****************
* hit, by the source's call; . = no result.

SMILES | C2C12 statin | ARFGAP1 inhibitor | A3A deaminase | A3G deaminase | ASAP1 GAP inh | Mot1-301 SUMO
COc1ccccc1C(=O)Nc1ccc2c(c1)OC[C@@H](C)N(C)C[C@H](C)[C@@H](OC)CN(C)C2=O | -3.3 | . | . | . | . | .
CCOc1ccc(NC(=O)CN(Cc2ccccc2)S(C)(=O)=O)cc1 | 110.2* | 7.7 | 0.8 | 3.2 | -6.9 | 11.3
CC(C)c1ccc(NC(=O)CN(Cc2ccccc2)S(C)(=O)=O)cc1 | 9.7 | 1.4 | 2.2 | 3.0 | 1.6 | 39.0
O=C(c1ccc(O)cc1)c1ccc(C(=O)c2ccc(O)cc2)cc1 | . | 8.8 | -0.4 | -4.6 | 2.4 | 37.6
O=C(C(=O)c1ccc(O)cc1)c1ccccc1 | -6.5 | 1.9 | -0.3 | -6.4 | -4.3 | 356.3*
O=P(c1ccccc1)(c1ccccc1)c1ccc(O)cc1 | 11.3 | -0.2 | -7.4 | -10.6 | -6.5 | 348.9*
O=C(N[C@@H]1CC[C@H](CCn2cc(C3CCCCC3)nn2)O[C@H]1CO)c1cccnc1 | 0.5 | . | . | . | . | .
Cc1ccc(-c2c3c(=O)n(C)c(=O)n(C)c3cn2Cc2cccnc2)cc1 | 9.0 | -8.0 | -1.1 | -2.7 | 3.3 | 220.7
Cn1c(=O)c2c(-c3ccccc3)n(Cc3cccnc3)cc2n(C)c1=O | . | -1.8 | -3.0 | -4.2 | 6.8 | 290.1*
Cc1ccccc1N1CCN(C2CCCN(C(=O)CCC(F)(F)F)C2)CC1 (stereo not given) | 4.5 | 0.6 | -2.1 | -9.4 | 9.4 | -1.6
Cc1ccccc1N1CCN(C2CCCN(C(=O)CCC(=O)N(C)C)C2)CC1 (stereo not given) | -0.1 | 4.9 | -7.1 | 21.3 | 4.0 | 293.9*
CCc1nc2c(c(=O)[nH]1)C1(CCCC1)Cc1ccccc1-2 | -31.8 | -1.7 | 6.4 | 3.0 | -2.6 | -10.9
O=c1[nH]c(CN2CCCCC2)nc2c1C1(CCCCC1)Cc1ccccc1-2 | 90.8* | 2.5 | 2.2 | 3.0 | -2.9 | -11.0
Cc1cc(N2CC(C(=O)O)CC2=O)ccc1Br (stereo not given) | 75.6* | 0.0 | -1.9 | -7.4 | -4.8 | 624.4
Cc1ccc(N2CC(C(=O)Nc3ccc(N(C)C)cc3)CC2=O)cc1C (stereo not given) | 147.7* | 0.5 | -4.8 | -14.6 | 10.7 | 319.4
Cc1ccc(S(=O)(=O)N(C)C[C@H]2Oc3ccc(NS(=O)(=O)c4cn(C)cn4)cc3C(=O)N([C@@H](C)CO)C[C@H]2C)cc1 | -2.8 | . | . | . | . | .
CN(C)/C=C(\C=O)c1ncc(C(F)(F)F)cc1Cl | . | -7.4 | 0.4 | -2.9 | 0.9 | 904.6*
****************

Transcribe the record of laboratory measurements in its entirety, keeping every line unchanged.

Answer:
* hit, by the source's call; . = no result.

SMILES | C2C12 statin | ARFGAP1 inhibitor | A3A deaminase | A3G deaminase | ASAP1 GAP inh | Mot1-301 SUMO
COc1ccccc1C(=O)Nc1ccc2c(c1)OC[C@@H](C)N(C)C[C@H](C)[C@@H](OC)CN(C)C2=O | -3.3 | . | . | . | . | .
CCOc1ccc(NC(=O)CN(Cc2ccccc2)S(C)(=O)=O)cc1 | 110.2* | 7.7 | 0.8 | 3.2 | -6.9 | 11.3
CC(C)c1ccc(NC(=O)CN(Cc2ccccc2)S(C)(=O)=O)cc1 | 9.7 | 1.4 | 2.2 | 3.0 | 1.6 | 39.0
O=C(c1ccc(O)cc1)c1ccc(C(=O)c2ccc(O)cc2)cc1 | . | 8.8 | -0.4 | -4.6 | 2.4 | 37.6
O=C(C(=O)c1ccc(O)cc1)c1ccccc1 | -6.5 | 1.9 | -0.3 | -6.4 | -4.3 | 356.3*
O=P(c1ccccc1)(c1ccccc1)c1ccc(O)cc1 | 11.3 | -0.2 | -7.4 | -10.6 | -6.5 | 348.9*
O=C(N[C@@H]1CC[C@H](CCn2cc(C3CCCCC3)nn2)O[C@H]1CO)c1cccnc1 | 0.5 | . | . | . | . | .
Cc1ccc(-c2c3c(=O)n(C)c(=O)n(C)c3cn2Cc2cccnc2)cc1 | 9.0 | -8.0 | -1.1 | -2.7 | 3.3 | 220.7
Cn1c(=O)c2c(-c3ccccc3)n(Cc3cccnc3)cc2n(C)c1=O | . | -1.8 | -3.0 | -4.2 | 6.8 | 290.1*
Cc1ccccc1N1CCN(C2CCCN(C(=O)CCC(F)(F)F)C2)CC1 (stereo not given) | 4.5 | 0.6 | -2.1 | -9.4 | 9.4 | -1.6
Cc1ccccc1N1CCN(C2CCCN(C(=O)CCC(=O)N(C)C)C2)CC1 (stereo not given) | -0.1 | 4.9 | -7.1 | 21.3 | 4.0 | 293.9*
CCc1nc2c(c(=O)[nH]1)C1(CCCC1)Cc1ccccc1-2 | -31.8 | -1.7 | 6.4 | 3.0 | -2.6 | -10.9
O=c1[nH]c(CN2CCCCC2)nc2c1C1(CCCCC1)Cc1ccccc1-2 | 90.8* | 2.5 | 2.2 | 3.0 | -2.9 | -11.0
Cc1cc(N2CC(C(=O)O)CC2=O)ccc1Br (stereo not given) | 75.6* | 0.0 | -1.9 | -7.4 | -4.8 | 624.4
Cc1ccc(N2CC(C(=O)Nc3ccc(N(C)C)cc3)CC2=O)cc1C (stereo not given) | 147.7* | 0.5 | -4.8 | -14.6 | 10.7 | 319.4
Cc1ccc(S(=O)(=O)N(C)C[C@H]2Oc3ccc(NS(=O)(=O)c4cn(C)cn4)cc3C(=O)N([C@@H](C)CO)C[C@H]2C)cc1 | -2.8 | . | . | . | . | .
CN(C)/C=C(\C=O)c1ncc(C(F)(F)F)cc1Cl | . | -7.4 | 0.4 | -2.9 | 0.9 | 904.6*